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10.31 pm

Mr. Mark Fisher (Stoke-on-Trent, Central) (Lab) rose—

Mr. Deputy Speaker (Sir Michael Lord): Does the hon. Gentleman wish to speak?

Mr. Fisher: I should like the opportunity to make one or two remarks, which I have discussed with my hon. Friend the Member for Stoke-on-Trent, North (Ms Walley).

Mr. Deputy Speaker: Has the hon. Lady finished her speech?

Ms Walley: Yes.

Mr. Deputy Speaker: Does the hon. Member for Stoke-on-Trent, Central (Mr. Fisher) have the hon. Lady's permission to take part in the debate?

Ms Walley: He does indeed.

Mr. Deputy Speaker: Does the hon. Gentleman have the Minister's sanction?

The Minister for Energy, E-Commerce and Postal Services (Mr. Stephen Timms): Yes.

Mr. Fisher: I am most grateful, Mr. Deputy Speaker, to you, to my hon. Friend the Member for Stoke-on-Trent, North for her kindness in giving me a moment or two, and to the Minister. I congratulate my hon. Friend on her resourcefulness in securing a debate that is important and urgent for everyone in north Staffordshire.

Now that the Minister has heard last week's debate and my hon. Friend's excellent speech tonight, I hope that he will think again about the disparity that is apparent between the theory of closures and what is happening in practice. In theory, they are an orderly reduction of the post office network in response to falling demand. In practice, they are an incoherent butchery of a public service that will leave some areas, particularly two large wards of almost 20,000 people in my constituency, without a single post office. Closures work in response to applications from post offices, and if each is vulnerable, there is no provision at all in some areas.

I hope that the Minister will think on that. I know that he cares enormously about post offices, but the way that closures are happening will leave not a smaller, coherent network, but a patchy one, and in those areas where the patches do not meet up, a disastrously inadequate service.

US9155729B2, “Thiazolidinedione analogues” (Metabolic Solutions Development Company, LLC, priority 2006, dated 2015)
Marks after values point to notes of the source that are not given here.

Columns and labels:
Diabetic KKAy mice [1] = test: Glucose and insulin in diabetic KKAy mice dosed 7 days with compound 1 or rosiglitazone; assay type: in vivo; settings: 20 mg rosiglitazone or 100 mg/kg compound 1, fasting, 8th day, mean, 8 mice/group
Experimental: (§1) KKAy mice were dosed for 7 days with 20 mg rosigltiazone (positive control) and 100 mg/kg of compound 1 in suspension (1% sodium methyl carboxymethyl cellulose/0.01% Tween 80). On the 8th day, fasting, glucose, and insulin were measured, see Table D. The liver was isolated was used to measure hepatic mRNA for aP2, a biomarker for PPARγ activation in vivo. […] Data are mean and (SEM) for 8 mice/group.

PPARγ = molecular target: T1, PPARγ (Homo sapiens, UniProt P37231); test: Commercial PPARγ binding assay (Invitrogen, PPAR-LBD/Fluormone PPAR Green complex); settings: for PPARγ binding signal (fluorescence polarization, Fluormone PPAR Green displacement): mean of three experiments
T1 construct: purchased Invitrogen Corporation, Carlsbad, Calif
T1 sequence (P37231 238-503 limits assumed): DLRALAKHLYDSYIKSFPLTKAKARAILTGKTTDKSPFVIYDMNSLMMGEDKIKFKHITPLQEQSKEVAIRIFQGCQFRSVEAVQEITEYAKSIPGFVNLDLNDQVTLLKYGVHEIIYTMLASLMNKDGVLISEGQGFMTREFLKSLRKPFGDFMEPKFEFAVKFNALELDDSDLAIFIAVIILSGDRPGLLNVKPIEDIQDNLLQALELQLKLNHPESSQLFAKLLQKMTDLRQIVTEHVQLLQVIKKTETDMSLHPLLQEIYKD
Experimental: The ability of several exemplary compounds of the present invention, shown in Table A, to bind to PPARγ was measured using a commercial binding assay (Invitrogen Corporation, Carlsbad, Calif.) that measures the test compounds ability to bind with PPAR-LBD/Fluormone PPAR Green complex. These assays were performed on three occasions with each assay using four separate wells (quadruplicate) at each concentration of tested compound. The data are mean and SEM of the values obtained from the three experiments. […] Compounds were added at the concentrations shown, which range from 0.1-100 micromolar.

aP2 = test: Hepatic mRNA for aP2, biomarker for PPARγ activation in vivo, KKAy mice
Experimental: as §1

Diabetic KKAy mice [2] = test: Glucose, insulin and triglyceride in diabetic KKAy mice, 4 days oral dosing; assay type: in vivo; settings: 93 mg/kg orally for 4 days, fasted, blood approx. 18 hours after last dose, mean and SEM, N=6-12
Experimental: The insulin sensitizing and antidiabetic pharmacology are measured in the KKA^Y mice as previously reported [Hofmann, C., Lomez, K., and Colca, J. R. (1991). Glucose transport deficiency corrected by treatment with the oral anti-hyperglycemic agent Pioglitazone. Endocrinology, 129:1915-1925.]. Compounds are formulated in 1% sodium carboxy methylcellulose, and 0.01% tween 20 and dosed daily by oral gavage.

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10.33 pm

The Minister for Energy, E-Commerce and Postal Services (Mr. Stephen Timms): I, too, congratulate my hon. Friend the Member for Stoke-on-Trent, North (Ms Walley) on securing the debate and on the way in which she has presented her case. She described issues affecting the post office network that are relevant to all Members. I welcome the opportunity to respond to those points.

I assure my hon. Friends the Members for Stoke-on-Trent, North and for Stoke-on-Trent, Central (Mr. Fisher) that I have taken serious note of their concerns, which my hon. Friend the Member for Stoke-on-Trent, Central also raised in last week's Opposition day debate. Both my hon. Friends have also, in discussion and in correspondence with me, told me about their experience of the consultation process for the programme. I shall hold urgent discussions with the chief executive of Post Office Ltd. and the chairman of Postwatch about how we can ensure that there is greater confidence than has been expressed in debates of late that the public consultation is meaningful and local views are properly considered before final decisions are made.

I am pleased to be able to tell the House that in the light of the concerns expressed by my two hon. Friends, Post Office Ltd. has agreed to extend the consultation period for the three Stoke-on-Trent city constituencies by two weeks until 3 February.